Bouncing encoder...

Hello everybody,

I have been working on this project for quite some time now. What I have is an Arduino Nano a 20PPR encoder and a 16x2 LCD. I have everything working as it should for the most part. When my encoder is turned somewhat slowly it behaves as it should (10 - 15RPM I am guessing) however much above that and the readout on my LCD becomes spastic and unstable. placed a .1uf cap on pins D2, and D3 both to gnd and I have set the pullup resistor to high on both pins (INPUT_PULLUP) with little or no improvement. I have spent a good amount of time reading about different methods of debouncing but I am struggling to understand how to implement software debounce in my sketch. Any help you guys might be able to offer would be greatly appreciated.

#include <Wire.h> 
#include <LiquidCrystal_I2C.h>
LiquidCrystal_I2C lcd(0x3f,20,4);  // set the LCD 
//address to 0x3f for a 16 chars and 2 line display
const int clkPin= 2; //the clk attach to pin2
const int dtPin= 3; //the dt attach to pin3
const int swPin= 4 ;//the number of the button
int encoderVal = 0;//raw counts from encoder
const float distancePerCount = .157; //adjust as required
float totalDistance = 0.0;

void setup()
{ 
  lcd.init();  // initialize the lcd
  // Print a message to the LCD.
  lcd.backlight();
  lcd.setCursor(0,0);
  lcd.print("Belt Length :");
  //set clkPin,dePin,swPin as INPUT
  pinMode(clkPin, INPUT_PULLUP);
  pinMode(dtPin, INPUT_PULLUP);
  pinMode(swPin, INPUT);
  digitalWrite(swPin, HIGH);
  Serial.begin(9600); // initialize serial communications at 9600 bps
}

void loop()
{
  int change = getEncoderTurn();
  encoderVal = encoderVal + change;
  totalDistance = encoderVal*distancePerCount;
  
  if(digitalRead(swPin) == LOW)//if button pull down
  {
    //encoderVal = 0.157;
    encoderVal = 0;
    lcd.clear();
    lcd.setCursor(0,0);
    lcd.print("Belt Length :");
  }
  Serial.println(encoderVal); //print the encoderVal on the serial monitor
  Serial.println(totalDistance,3);//print float with 3 dp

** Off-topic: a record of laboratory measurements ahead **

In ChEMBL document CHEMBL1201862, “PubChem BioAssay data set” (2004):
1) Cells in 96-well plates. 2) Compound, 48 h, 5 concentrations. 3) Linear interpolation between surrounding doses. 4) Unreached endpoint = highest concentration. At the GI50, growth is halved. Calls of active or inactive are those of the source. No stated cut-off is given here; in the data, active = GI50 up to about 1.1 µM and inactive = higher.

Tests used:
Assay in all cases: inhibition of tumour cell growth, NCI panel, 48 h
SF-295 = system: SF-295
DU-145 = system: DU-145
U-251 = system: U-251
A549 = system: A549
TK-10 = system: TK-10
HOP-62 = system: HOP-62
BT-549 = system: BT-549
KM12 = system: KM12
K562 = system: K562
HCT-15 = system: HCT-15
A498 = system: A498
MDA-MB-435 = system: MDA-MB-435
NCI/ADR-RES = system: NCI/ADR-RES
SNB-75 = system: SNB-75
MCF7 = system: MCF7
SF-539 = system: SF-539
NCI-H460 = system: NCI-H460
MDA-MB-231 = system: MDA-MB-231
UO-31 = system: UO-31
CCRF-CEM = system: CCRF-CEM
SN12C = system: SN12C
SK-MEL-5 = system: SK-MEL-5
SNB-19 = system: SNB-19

lcd.setCursor(5,1);
  //lcd.print(encoderVal);
  lcd.print(totalDistance,3);
}

int getEncoderTurn(void)
{
  static int oldA = HIGH; //set the oldA as HIGH
  static int oldB = HIGH; //set the oldB as HIGH
  int result = 0.078;
  int newA = digitalRead(dtPin);//read the value of clkPin to newA
  int newB = digitalRead(clkPin);//read the value of dtPin to newB
  if (newA != oldA || newB != oldB) //if the value of clkPin or the dtPin has changed
  {
    // something has changed
    if (oldA == HIGH && newA == LOW)
    {
      result = (oldB * 2 - 1);
    }
  }
  oldA = newA;
  oldB = newB;
  return result;
}

Hi,

I'm not that good at code, but what I suspect is the time writing to the LCD is taking too long for your loop.

For a test:
I would suggest you disable the encoder code. Measure the time of the main loop "mostly the LCD write".

you could use millis() and a loop counter to get the time. Then compare that to the loop time needed to keep up with your encoder.

John

Use the encoder library. That will use interrupts when available. On most Arduinos, that means putting at least one of the encoder lines on pin 2 or 3 (which you already have.)

Under many circumstances, bouncing is not a problem. Bounces just look like flipping the knob back and forth really quickly and when the bounces settle, the position reported by the library is equal to the actual position. If it is a problem then a tiny capacitor like 10pF between each encoder line and ground may help.